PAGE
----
Philologian and humanist of the Netherlands, b. at Overyssche, Oct. 18, 1547; d. at Louvain, March 23, 1606
Lipsius, JUSTUS (JOSSE LIPS), philologian and humanist of the Netherlands, b. at Overyssche, October 18, 1547; d. at Louvain, March 23, 1606. Descended from an illustrious family, he studied first at Ath, and afterwards at the Jesuit College, Cologne. He wished to enter the Society of Jesus on September 29, 1562, and become a novice. But this displeased his father, who recalled him and sent him to study law and literature at Louvain. In this university Pierre Nannius (Nanninck) had established in the Collegium Trilingue a fine seminary of philology, which was at the time directed by Valerius (Corneille Wouters). There Lipsius found companions such as Louis Carrion, Jean Dousa, Martin Delrio, Andre Schott. He ardently took up the emendation and critical examination of Latin texts, especially of Cicero, Propertius, and Varro, and, as early as 1566, had collected three books of “Variae Lectiones”, which were published in 1569 at Antwerp, dedicated to Cardinal Granvelle. The latter, who was in Rome, made him his Latin secretary (1569-70). Lipsius returned to Louvain, but left it again in 1571, alarmed by the government of the Duke of Alba. He made a more or less prolonged stay at Liege, Dole, Vienna, and Jena. In the last city he became a Lutheran, and, all through the constant changes of confessions of faith and religious tendencies, he was careful to be constantly with the masters of the moment. On a visit to Cologne he met a widow, a native of Louvain, and married her although she was older than he (1573). She refused to accompany him to Jena and he resigned his professorship there in February, 1574. Settled at Cologne he supervised the publication of his “Tacitus” (Antwerp, 1574). He was the first scholar to differentiate the “Annals” from the “History”, and although he did not have access to the principal manuscripts—the two Medicean MSS.—he introduced in his text over 450 emendations, which have been accepted by all subsequent editors. It was only much later, for his fourth edition (1605), that he became acquainted with these manuscripts through the Pichena edition (1600). He also deserves commendation for his use of inscriptions in the explanation of texts. At the same time appeared “Antiquae lectiones” (Antwerp, 1575), miscellaneous criticisms devoted mainly to Plautus, to the fragmentary works of archaic authors, or to Propertius.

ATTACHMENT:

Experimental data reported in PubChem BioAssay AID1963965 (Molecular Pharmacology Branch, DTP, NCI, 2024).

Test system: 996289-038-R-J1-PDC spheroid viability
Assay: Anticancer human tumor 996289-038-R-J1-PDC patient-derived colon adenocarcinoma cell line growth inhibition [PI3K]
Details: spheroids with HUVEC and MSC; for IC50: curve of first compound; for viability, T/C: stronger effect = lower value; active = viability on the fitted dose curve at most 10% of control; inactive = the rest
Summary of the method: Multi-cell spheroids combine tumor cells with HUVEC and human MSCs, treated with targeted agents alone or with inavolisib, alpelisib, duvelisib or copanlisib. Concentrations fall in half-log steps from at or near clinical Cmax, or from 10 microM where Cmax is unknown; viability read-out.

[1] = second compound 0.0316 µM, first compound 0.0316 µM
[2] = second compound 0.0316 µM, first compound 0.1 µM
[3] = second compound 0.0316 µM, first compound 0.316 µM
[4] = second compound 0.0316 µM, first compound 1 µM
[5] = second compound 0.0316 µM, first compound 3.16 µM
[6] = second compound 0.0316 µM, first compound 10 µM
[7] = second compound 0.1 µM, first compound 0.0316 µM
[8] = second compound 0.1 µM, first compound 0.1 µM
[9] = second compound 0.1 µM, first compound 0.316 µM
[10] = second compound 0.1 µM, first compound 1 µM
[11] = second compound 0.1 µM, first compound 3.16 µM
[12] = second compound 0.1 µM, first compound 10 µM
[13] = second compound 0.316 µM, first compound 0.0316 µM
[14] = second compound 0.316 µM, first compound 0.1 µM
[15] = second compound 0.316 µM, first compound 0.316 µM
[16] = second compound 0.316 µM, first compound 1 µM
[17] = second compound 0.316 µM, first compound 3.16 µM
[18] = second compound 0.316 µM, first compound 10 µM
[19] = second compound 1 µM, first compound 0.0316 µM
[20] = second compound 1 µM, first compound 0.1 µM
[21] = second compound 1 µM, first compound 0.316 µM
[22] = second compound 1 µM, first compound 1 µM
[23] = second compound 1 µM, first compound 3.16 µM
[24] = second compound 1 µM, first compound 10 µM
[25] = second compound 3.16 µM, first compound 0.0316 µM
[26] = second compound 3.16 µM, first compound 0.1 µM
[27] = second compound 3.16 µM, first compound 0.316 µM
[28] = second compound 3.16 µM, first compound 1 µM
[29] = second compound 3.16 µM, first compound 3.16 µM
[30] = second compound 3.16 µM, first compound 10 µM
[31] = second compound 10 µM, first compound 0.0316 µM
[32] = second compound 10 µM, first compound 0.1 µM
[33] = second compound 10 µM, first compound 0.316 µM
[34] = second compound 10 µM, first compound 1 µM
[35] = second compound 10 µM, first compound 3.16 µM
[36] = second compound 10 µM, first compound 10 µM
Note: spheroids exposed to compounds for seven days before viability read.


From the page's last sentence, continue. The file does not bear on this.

Lipsius was lecturing at Louvain during the following years (1576-77), but the victory of Don John of Austria forced him to go over to Leyden where he taught in the newly founded university (1578-91). During this period he published collections of his letters, new conjectures, antiquarian dissertations, and two new editions of Tacitus with an historical commentary. Apart from the philological works, he composed treatises on politics and ethics; of these the treatise on constancy (De Constantia, Antwerp, 1584) is the best known, and has had thirty-two editions, without including the translations. However, Leyden was not favorable to his health, and he and his wife regretted their native town. He had already made an attempt to get away in 1586. The States and the city did their utmost to detain him. In 1590 Dirk Coornhert publicly called upon him to take sides in the religious controversies. Lipsius answered evasively and tried to dissemble. Finally, he left the city and became reconciled with Catholicism in the Jesuit Chapel at Mainz (April, 1591). He went to Spain in search of health, and during a sojourn at Liege he prepared new works, drew from a psalter of the ninth century Frankish glosses of great interest, and was finally forgiven for his stay in an heretical country rebellious to the King of Spain. From that time began a new period in Lipsius’s life. Coldly received at first by Some of his compatriots, but encouraged by a few warm admirers, he was appointed professor of history and Latin at the Collegium Trilingue of Louvain (1592), then historiographer to the King of Spain (1595), and later honorary member of the State Council (1605). To give a proof of his piety, he wrote the “De Cruce” (1593), in which confusion between patibulum and crux often make the conclusions debatable.